With “The Iowa Precinct Caucuses: The Making of a Media Event, Third Edition,” (University of Iowa Press, 378 pp., $34.95) author Hugh Winebrenner and first-time co-author Dennis J. Goldford explain the political phenomenon that may well propel the careers of some political hopefuls and crush the dreams of others in 2012.
This third edition, to be released Wednesday, Dec. 1, adds all-new chapters on the 2000, 2004 and 2008 election seasons to the tried-and-true tome. Past editions of the tried-and-true resource have been cited in national news outlets including MSNBC, CNN, ABC News and The New York Times.
“Whether you’re a first-time visitor or making your regular trek to the unique world of Iowa presidential politics, this is a must-read guide for the political traveler,” said Steven Thomma, White House correspondent for McClatchy Newspapers. “Full of details on the voters, candidates and media, Winebrenner and Goldford show how and why Iowa does what it does.”
Iowa basks in unparalleled attention
In presidential election years, precinct caucuses allow voters to pare down crowded fields of White House hopefuls and stump for political party platform issues. Iowa’s first-in-the-nation caucuses receive unparalleled attention because of their primacy and reputation for accurately reflecting the outlook for candidates.
“Since the first edition of this book was published in 1987, and as much so since the second edition was published in ’97, Iowa has secured its first-in-the-nation caucus status and become recognized as a winnowing agent for prospective presidential candidates,” said Winebrenner, former dean of the College of Business and Public Administration at Drake University and professor of politics at Drake from 1979 to 2000.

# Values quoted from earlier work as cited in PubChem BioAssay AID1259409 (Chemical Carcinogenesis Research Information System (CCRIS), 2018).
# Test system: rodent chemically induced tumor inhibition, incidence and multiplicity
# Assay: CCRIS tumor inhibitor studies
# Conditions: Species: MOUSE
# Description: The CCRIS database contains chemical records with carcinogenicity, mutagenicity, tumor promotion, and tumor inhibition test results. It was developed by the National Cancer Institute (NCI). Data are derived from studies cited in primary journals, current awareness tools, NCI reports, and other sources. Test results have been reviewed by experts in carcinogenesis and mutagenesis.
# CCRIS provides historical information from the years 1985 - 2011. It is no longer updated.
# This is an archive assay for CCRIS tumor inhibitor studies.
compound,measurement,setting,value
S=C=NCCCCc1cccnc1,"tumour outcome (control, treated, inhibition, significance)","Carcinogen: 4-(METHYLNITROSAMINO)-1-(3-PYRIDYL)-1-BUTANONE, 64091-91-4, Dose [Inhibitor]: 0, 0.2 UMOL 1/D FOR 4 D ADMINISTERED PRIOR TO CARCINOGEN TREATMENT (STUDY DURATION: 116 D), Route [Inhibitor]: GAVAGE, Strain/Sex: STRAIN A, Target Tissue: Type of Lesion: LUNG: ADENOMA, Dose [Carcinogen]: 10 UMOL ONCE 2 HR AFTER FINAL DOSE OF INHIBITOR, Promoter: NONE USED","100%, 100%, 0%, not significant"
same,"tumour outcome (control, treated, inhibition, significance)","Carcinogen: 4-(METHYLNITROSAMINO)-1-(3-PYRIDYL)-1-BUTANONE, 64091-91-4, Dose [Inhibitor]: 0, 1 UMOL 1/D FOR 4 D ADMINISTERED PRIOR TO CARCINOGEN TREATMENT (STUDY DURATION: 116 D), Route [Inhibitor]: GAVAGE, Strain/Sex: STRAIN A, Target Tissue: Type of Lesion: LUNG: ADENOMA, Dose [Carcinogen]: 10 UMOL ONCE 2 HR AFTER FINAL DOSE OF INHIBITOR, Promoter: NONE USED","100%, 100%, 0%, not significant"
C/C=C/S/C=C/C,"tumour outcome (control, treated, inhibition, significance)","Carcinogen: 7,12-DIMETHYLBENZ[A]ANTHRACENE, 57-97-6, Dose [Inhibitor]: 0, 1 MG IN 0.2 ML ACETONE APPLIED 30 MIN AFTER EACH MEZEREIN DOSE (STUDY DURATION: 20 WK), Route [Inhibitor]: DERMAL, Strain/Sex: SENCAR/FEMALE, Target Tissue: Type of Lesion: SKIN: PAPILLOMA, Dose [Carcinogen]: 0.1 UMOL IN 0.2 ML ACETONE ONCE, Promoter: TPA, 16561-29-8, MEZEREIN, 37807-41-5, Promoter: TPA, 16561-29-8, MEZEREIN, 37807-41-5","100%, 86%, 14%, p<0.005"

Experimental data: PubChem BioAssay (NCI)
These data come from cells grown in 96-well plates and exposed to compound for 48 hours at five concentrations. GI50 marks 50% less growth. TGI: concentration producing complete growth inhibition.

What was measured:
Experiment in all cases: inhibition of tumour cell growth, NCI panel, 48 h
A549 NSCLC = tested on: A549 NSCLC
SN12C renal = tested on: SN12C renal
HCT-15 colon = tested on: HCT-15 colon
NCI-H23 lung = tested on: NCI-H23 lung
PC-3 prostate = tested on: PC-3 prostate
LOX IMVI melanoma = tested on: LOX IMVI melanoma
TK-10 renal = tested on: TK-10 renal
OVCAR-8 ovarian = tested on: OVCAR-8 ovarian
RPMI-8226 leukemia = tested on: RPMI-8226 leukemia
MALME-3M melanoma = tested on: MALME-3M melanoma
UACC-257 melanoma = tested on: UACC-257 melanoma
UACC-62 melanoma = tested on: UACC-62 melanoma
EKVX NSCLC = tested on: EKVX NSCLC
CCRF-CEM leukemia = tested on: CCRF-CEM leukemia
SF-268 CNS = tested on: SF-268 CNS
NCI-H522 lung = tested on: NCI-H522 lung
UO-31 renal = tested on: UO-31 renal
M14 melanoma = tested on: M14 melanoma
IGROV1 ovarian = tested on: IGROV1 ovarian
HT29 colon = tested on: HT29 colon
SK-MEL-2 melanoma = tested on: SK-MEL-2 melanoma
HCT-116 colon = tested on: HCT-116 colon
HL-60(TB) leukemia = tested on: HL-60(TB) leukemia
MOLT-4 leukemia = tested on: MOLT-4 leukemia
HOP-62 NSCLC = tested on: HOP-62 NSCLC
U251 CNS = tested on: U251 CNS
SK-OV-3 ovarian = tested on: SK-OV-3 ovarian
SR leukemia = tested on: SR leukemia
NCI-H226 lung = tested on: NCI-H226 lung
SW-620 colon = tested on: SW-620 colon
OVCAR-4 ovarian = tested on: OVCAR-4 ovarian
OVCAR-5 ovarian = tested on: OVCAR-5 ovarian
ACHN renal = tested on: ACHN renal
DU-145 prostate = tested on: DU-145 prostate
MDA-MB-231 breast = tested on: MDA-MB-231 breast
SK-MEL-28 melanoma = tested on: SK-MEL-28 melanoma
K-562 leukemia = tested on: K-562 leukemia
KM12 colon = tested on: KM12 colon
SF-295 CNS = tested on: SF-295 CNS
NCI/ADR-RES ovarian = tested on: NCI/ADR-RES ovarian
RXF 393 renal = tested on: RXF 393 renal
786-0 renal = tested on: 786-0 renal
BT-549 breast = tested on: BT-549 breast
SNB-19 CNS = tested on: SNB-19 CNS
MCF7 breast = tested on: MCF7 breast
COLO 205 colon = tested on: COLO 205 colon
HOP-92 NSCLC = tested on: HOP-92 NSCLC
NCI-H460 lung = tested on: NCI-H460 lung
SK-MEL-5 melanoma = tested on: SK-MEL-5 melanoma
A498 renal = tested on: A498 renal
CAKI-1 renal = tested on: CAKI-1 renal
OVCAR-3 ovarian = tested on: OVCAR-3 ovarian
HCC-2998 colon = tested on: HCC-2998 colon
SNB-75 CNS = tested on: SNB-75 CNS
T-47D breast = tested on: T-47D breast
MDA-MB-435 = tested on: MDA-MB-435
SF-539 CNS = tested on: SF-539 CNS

The past three presidential election cycles, chronicled in this new book, have been captivating and influential. The 2000 election saw the first winner of the Iowa caucuses to reach the White House since 1976; the 2004 election tracked the roller-coaster fortunes of Howard Dean and John Kerry; and 2008 marked the unlikely emergence of Barack Obama as a presidential contender.
“As a relatively small state with few electoral votes, Iowa should not have the political impact that it does,” Winebrenner said. “But that observation has become almost secondary, over time, to the impact that it does have.”
Powerful — For better, or for worse
Through anecdotes, research and analysis, “The Iowa Precinct Caucuses” demonstrates that Iowa is an increasingly powerful indicator of the campaign prospects of presidential hopefuls.
Recent election cycles have seen more campaign money spent in Iowa, more candidate visits scheduled and more news coverage published than ever in the history of political caucuses, Goldford said.
Goldford has a few favorite stories to illustrate the media frenzy surrounding the caucus, including this anecdote from the 2004 campaign season:
“In the days leading up to the caucuses, the print press had written just about every story that could be told on the subject,” he said. “So, in The New York Times that Monday morning, below the fold, there was a story about the expensive steakhouse restaurant at Des Moines’ 801 Grand, with a diagram of the layout of the tables to show what media and political stars sat where.”